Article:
Easily the most noteworthy of the five ascents of the Grand Teton (13,747 ft.) made during the first season of the park (1929) was that via the east ridge, on July 22, by Kenneth A. Henderson and Robert L. M. Underhill, who thus were first to demonstrate that the summit can be attained by a route other than the traditional one established in 1898. (A.A.J., Vol. 1, p. 138.)
Mt. Woodring* (11,500 ft.) was climbed from the southeast by the writer and four students on July 24, 1929. A cairn found on the summit told of an earlier ascent by some unknown party.
Four ascents were made by Smith and the writer: on August 14, Tee-win-ot* (12,100 ft.), via the ridge to the left of the east couloir, probably a first ascent; on the morning of August 21, Mt. St. John* (11,400 ft.) from the east and south, and in the afternoon Symmetry Spire* (10,500 ft.) by the east ridge, both first ascents; and on August 28, a first traverse of the Middle Teton (12,769 ft.), the ascent being by a southeast couloir and the previously unclimbed east face, and descent by a south couloir.
Ascents of Rockchuck Mountain* (11,000 ft.) on August 16 by the east gulley (first ascent), of Mt. Wister* (11,000 ft.) on August 23 from the west (a new route), and of Mt. Hunt* (10,700 ft.) on August 24 from the east were made by the writer. A cairn on the summit of Mt. Hunt recorded a previous ascent, but there was no record. All the above ascents were made in 1929.
Despite a highly unfavorable season there was more climbing in the summer of 1930 than in any previous one, and by fall practically all of the principal peaks hitherto unclimbed had been scaled. An ascent of Alt. Woodring from the west, a very easy route, by Smith and the writer, opened the season on June 15. On the morning of July 5 Smith and the writer scaled Nez Percé* (11,700 ft.) from the west, a first ascent; and in the afternoon made the first traverse of the South Teton (12,500 ft.), climbing the peak by the north face and northeast ridge and descending by the easy northwest ridge. On July 12 Russell A. Black, Theo. Koven, Gustav Koven and the writer climbed the east summit of Bivouac peak* and (with the exception of Black, who became indisposed) traversed to the higher west summit (11,000 ft.), probably not previously climbed. The first ascent of Alt. Owen (12,910 ft.), second highest peak of the range, was made July 16 by Underhill, Henderson, Smith and the writer, as described elsewhere in this journal; and on the 19th Underhill and Henderson made the first ascent of Teepe’s Pillar* (12,298 ft.), the slender needle rising from the south flanks of the Grand Teton. A nameless summit (11,600 ft.), a mile west-southwest of Mt. Moran, was climbed in late August by Bruton Strange and Paul Petzoldt, from the canyon on the south.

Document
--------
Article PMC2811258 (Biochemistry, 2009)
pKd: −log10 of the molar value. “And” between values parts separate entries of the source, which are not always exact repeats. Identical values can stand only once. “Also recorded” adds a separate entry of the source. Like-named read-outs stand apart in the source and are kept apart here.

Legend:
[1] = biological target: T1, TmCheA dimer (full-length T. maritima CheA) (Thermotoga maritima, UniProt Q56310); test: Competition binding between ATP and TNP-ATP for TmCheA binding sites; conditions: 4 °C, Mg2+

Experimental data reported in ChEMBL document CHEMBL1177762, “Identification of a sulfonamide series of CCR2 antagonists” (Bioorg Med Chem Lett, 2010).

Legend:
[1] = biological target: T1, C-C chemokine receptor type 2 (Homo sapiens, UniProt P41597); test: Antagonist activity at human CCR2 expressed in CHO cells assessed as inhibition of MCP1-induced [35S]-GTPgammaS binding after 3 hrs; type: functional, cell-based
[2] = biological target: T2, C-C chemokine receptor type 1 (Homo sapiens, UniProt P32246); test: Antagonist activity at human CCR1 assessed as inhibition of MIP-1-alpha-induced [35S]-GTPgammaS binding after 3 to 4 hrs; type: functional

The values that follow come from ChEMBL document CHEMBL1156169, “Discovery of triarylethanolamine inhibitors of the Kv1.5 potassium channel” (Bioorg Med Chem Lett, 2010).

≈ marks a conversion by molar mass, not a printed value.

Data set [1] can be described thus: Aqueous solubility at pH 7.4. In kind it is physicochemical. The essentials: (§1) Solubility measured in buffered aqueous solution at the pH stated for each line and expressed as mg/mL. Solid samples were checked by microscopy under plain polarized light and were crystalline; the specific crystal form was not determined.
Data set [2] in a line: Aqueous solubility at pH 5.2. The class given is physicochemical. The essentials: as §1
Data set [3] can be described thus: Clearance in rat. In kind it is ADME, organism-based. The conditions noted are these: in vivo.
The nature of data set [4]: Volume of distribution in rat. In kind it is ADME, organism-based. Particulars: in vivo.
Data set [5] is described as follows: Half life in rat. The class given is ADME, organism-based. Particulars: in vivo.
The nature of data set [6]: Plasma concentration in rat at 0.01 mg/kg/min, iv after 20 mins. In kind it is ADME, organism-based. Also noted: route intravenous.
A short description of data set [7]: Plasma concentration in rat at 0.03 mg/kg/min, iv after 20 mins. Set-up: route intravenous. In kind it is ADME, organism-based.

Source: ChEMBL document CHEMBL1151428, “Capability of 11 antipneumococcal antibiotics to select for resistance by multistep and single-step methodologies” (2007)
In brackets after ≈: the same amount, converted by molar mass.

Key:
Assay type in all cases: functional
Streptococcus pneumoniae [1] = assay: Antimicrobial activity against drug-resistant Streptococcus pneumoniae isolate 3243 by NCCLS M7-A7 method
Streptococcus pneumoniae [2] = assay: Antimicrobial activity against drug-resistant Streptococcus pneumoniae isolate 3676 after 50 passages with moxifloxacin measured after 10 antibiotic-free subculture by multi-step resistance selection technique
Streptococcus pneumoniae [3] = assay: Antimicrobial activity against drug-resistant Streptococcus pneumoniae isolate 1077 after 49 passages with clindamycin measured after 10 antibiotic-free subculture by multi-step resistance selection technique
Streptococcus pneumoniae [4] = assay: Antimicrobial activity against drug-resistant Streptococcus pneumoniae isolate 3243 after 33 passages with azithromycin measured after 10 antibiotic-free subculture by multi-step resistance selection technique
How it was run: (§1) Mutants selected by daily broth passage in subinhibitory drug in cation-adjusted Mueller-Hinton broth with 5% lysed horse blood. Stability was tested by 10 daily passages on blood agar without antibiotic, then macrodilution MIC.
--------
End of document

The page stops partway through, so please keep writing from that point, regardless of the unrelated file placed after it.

Three ascents of Mt. Moran (12,100 ft.) were made: on July 6 by Tillman Bubenzer and Irwin Hicke, via the northeast ridge; on July 22 by Henderson, Underhill and the writer, who ascended by this ridge and descended by the Skillet glacier;* and on September 15 by Harvey T. Sethman and John J. Seerley by the northeast ridge. Mt. St. John was reclimbed once this season by a party using the route established in 1929, and Mt. Woodring was reclimbed several times late in the summer, in each case from the west.
“Solo” climbs were made as follows Grand Teton by Underhill (July 20) ; Tee-win-ot by the east couloir by Bubenzer (July 27) ; Mt. Owen by the east face of the Granite Knob and returning by the Corkscrew Route by Petzoldt (July 31); and Mt. Woodring from the west by William Schaller (August 4).
The Grand Teton was climbed eleven times, a total of 25 persons reaching the top, among these being four women. All utilized the ordinary route from the upper saddle to the summit, and for eight of the parties Petzoldt served as guide. Fully as many more ascents of this peak would have been made but for the almost unparalleled summer rains.
During the 1929 and 1930 seasons, permanent park registers were placed on almost half of the principal summits, including the Three Tetons.
F. M. Fryxell, Grand Teton National Park.
* Unofficial names under consideration by the National Park Service and the Geographic Board. Maps showing their position are on file with the National Park Service.